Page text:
The ancient parts of the old cities of the Kathmandu valley were designed and built for pedestrians. Except for the occasional chariot festivals when the “gods decide” to visit citizens who are unable to come to the temples. We all grew up seeing people walking, talking, networking, selling and buying. Today the narrow lanes are full of motor bikes that belch smoke and make a lot of noise. The slightly wider lanes are full of four wheeler vehicles that terrify pedestrians and casual shoppers. Honking often results in deadly stares, but little else.
The vehicle is not just a means to get around but also a status symbol and anybody seen walking may be questioned about their economic status in this city. Walking is a hazard and one always hears of accidents where the elderly are often the victims. It is now time, again, to claim these narrow lanes for pedestrians. We all need to walk more, we need to have a chance to stop and speak to our friends and family, bargain and strike a deal with the fruit and vegetable vendor, we want to slow our life down a little bit.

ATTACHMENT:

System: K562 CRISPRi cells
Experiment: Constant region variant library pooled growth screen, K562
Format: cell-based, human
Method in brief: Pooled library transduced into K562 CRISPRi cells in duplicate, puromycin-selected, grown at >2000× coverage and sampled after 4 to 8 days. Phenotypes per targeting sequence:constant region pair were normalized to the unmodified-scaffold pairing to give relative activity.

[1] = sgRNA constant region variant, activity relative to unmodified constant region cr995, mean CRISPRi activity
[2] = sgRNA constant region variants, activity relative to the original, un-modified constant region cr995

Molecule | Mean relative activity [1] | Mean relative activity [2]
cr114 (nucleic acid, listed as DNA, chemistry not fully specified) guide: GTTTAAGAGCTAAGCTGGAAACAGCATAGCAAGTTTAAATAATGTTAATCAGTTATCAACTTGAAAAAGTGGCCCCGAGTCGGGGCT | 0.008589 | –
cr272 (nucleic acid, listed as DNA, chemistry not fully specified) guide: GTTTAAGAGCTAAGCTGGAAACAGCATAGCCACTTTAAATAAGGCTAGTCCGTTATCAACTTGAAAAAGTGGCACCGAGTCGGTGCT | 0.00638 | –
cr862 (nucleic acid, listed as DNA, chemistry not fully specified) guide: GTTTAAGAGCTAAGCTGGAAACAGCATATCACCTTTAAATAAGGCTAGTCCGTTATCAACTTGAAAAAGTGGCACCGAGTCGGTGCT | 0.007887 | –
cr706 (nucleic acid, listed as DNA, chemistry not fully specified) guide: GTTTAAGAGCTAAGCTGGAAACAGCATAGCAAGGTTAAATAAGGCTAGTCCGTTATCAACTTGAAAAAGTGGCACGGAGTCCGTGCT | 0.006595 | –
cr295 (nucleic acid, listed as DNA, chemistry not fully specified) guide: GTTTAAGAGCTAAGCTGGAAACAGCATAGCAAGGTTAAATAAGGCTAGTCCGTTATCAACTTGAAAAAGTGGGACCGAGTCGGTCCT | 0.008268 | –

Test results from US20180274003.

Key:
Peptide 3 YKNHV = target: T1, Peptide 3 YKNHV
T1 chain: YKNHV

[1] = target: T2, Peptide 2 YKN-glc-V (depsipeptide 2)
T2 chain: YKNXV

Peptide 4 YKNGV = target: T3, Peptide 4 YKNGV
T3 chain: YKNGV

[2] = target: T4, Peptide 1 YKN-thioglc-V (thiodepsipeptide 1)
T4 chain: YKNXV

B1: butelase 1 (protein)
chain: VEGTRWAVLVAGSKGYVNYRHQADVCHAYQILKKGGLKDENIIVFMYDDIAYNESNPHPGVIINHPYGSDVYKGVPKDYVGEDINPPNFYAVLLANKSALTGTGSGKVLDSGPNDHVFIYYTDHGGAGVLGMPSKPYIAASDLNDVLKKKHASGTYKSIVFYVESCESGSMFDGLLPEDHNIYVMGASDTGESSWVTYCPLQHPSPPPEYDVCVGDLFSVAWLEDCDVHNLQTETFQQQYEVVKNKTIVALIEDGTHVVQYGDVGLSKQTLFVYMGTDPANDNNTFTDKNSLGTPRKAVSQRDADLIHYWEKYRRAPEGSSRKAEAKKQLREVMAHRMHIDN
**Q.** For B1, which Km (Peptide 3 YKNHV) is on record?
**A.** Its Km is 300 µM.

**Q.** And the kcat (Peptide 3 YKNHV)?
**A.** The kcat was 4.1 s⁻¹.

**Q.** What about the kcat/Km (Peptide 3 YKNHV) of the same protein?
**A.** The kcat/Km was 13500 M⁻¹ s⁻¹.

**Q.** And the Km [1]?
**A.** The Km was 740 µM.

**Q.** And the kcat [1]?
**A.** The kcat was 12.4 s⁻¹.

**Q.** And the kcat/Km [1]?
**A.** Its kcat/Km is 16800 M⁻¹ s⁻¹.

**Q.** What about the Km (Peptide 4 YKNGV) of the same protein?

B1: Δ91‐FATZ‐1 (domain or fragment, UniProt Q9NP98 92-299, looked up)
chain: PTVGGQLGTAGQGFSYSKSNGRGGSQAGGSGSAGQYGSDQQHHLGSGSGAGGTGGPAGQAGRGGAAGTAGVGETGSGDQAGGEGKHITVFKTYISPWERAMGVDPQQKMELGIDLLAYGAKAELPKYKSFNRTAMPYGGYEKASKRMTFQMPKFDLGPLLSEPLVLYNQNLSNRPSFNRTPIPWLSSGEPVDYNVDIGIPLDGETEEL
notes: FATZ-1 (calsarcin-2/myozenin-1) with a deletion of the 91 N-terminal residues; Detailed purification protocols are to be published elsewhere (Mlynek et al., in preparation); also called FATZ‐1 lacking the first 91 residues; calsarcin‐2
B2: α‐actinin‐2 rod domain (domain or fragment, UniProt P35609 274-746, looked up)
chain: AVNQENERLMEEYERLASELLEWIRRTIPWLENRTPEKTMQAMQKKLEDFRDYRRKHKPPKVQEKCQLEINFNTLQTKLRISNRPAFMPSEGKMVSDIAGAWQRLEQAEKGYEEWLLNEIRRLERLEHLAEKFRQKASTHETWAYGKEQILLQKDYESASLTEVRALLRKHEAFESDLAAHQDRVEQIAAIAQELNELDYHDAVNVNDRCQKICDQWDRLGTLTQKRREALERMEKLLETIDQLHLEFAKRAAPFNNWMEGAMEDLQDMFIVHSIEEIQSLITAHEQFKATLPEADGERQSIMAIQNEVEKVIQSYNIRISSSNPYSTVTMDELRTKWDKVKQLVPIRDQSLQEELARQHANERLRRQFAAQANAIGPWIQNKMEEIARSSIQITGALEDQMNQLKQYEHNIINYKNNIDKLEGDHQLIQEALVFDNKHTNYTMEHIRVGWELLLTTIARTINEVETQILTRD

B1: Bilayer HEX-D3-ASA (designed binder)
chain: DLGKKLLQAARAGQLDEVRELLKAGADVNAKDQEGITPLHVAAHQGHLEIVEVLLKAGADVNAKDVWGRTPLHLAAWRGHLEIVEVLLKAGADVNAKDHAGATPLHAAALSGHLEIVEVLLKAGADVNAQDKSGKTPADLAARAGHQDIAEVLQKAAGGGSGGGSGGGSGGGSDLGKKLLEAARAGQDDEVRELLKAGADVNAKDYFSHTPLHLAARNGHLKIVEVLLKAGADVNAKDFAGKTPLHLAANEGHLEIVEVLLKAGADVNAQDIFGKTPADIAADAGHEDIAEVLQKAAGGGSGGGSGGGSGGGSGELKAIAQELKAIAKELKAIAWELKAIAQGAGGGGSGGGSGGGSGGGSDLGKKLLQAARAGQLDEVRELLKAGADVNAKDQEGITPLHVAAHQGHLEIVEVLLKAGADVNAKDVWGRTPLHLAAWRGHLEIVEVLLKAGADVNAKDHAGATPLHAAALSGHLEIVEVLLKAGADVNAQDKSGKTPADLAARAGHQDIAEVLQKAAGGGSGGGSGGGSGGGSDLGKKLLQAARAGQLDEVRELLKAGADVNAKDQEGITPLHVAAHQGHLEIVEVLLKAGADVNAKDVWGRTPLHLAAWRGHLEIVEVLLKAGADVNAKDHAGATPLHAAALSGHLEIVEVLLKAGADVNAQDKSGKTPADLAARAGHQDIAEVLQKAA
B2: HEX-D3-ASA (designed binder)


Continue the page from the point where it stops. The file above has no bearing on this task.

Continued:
The negative impacts of climate change are being felt globally and we must all contribute to lessen the use of carbon and allow the planet to heal. Nepal does not have any fossil fuel and we should reduce its import. Walking will contribute to both these objectives.
To mark world heritage day, the Lalitpur Chamber launched five new walking routes and two cycle routes that will take you to places where people live, work and worship. We can all contribute by walking these lanes and taking visitors to see the marvels of Patan. Join the people who love to walk.